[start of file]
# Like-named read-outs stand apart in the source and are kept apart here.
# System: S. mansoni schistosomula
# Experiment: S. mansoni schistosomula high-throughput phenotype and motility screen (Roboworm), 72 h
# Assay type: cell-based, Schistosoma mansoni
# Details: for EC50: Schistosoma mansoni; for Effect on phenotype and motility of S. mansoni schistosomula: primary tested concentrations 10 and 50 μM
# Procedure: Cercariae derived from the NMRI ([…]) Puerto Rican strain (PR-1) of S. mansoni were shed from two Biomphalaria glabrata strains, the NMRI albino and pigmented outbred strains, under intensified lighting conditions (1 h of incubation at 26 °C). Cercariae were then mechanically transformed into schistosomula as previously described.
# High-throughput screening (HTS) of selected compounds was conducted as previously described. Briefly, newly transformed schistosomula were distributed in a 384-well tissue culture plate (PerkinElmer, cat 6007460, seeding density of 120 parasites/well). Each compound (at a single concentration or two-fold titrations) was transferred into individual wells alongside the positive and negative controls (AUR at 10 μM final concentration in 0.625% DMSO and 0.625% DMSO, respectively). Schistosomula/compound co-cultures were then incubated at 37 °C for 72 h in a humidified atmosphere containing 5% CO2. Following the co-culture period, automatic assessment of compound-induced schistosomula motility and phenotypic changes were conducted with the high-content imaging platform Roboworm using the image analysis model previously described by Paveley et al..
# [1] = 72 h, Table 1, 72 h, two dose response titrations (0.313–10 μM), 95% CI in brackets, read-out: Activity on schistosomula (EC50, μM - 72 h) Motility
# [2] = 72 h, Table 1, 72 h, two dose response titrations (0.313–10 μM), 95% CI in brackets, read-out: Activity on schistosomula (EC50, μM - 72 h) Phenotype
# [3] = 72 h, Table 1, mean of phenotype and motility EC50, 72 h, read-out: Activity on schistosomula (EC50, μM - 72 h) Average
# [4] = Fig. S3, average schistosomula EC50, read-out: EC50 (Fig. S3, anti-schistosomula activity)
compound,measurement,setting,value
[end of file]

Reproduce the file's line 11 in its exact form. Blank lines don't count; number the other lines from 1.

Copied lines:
# [4] = Fig. S3, average schistosomula EC50, read-out: EC50 (Fig. S3, anti-schistosomula activity)